I recently received an email that I hope proves to be untrue. It came from a credible source and it said that the White House this year would not display any “Christmas trees” as in years past. Instead, they would be designated “Holiday Trees.”
If we take Christ out of Christmas, why celebrate the holiday at all?
There are many rights and freedoms available to people living in the United States because of the creation of a Constitution by inspired men. That Constitution has brought about the freedom to participate in religious activities not only in this country but throughout the world.
Dallin H. Oaks recently gave an address to university students in Rexburg, Idaho. His comments in that discourse, I believe, are worth repeating here.
“Truly,” said Mr. Oaks, “this nation’s most important export is its Constitution, whose great principles stand as a model for the rights and protection of all flesh.”
The guarantee of religious freedom is included in the First Amendment to the Constitution. “Nevertheless, because governments have legitimate regulatory powers to protect the welfare of their citizens,” Mr. Oaks said, “the conflict between the constitutional freedom of the people and the responsibilities of the government is the central issue of religious freedom.
“The greatest infringements of religious freedom occur when the exercise of religion collides with other powerful influences in society. Among the most threatening collisions in the United States today are, one, the rising strength of those who seek to silence religious voices in public debates; and, two, perceived conflicts between religious freedom and the popular appeal of newly alleged civil rights.
“The tide of public opinion in favor of religion is receding,” said Mr. Oaks, “and that will impinge on religious freedom. In fact, the Proposition 8 election in California (a proposal to restore the law limiting marriage to a man and a woman) was not about civil rights, but about what equal rights demand and what religious rights protect. At no time did anyone question or jeopardize the civil rights of Proposition 8 opponents to vote or speak their views.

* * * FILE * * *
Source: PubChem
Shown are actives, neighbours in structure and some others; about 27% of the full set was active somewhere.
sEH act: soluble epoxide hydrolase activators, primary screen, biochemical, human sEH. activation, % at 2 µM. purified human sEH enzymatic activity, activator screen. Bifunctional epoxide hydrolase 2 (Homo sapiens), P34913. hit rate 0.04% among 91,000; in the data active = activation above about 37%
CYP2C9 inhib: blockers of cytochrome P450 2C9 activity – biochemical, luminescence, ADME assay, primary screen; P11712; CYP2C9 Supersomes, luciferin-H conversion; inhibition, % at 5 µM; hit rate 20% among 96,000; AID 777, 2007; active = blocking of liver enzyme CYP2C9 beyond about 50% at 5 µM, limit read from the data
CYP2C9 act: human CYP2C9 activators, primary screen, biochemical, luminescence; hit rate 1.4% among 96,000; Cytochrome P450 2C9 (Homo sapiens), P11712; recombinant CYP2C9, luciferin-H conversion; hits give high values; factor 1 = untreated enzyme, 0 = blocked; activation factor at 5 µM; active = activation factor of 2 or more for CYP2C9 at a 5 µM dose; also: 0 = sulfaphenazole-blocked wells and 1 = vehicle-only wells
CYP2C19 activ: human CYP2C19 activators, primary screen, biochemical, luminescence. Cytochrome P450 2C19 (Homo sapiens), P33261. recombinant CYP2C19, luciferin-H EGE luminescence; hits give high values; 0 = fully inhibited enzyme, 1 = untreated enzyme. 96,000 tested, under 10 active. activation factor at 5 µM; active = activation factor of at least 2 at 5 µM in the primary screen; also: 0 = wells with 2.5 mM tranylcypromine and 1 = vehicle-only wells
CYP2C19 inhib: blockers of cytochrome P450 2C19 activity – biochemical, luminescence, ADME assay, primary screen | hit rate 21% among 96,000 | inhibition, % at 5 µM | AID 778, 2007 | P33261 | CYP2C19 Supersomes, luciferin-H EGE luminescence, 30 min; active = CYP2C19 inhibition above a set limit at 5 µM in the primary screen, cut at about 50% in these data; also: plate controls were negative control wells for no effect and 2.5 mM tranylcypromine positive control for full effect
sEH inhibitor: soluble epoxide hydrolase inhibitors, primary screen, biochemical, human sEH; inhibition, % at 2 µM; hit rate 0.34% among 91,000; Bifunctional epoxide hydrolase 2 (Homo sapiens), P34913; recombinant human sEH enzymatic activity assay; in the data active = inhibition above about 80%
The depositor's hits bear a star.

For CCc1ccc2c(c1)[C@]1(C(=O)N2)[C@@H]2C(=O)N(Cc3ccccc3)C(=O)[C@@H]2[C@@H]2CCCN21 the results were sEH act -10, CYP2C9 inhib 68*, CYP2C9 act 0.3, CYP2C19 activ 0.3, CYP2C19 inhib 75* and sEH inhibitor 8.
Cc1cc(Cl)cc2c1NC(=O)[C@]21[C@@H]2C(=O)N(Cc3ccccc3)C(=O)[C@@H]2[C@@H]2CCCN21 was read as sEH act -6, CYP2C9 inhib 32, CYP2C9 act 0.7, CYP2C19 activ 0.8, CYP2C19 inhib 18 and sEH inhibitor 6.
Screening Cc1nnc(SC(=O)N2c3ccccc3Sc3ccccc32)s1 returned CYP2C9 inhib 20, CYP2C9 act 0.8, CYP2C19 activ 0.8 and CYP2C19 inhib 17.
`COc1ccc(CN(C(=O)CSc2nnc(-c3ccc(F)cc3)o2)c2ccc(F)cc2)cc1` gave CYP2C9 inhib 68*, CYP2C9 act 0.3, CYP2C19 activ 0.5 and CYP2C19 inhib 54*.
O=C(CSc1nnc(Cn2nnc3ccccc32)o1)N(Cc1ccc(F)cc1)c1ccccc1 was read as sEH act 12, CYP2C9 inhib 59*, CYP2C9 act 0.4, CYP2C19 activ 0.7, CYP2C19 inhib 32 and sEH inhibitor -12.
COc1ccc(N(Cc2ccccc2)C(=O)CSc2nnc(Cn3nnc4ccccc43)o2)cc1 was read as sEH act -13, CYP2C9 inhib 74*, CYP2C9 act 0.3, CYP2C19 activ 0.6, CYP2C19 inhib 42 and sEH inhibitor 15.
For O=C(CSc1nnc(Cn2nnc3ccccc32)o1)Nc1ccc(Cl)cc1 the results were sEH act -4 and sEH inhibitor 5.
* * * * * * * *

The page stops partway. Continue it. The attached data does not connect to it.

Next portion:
“The real issue in the Proposition 8 debate—an issue that will not go away in many years to come and for whose resolution it is critical that we protect everyone’s freedom of speech and the equally important freedom to stand for religious beliefs—is whether the opponents of Proposition 8 should be allowed to change the vital institution of marriage itself.
“Those who seek to change the foundation of marriage should not be allowed to pretend that those who defend the ancient order are trampling on civil rights. We must not be coerced into silence by intimidation. We must insist on the freedom to preach the doctrines of our faith,” he said, “without fear of retaliation.”
Mr. Oaks went on to say, “We must be careful never to support or act upon the idea that a person must subscribe to some particular set of religious beliefs in order to qualify for a public office. Wise religious leaders and members will never advocate religious tests for public office. Fragile freedoms are best preserved when not employed beyond their intended purpose.”
“It was Christian principles of human worth and dignity that made possible the formation of the United States Constitution over 200 years ago, and only those principles in the hearts of a majority of our diverse population can sustain that Constitution today,” Mr. Oaks said.
“Religious values and political realities are so interlinked in the origin and perpetuation of this nation that we cannot lose the influence of Christianity in the public square without seriously jeopardizing our freedoms.”
I believe that the Constitution of this great land grants us the right to worship Almighty God according the dictates of our own consciences. But each of us, in turn, must grant to all others the same privilege; let them worship how, where or what they may.
Mr. Oaks said that while we must stand up for our religious beliefs, “we must speak with love, always showing patience, understanding and compassion toward our adversaries.”
As for “holiday trees” in the White House, I hope not.
Source: “Religious Freedom Is At Risk” by Marianne Holman, The Deseret News, week ending October 17, 2009.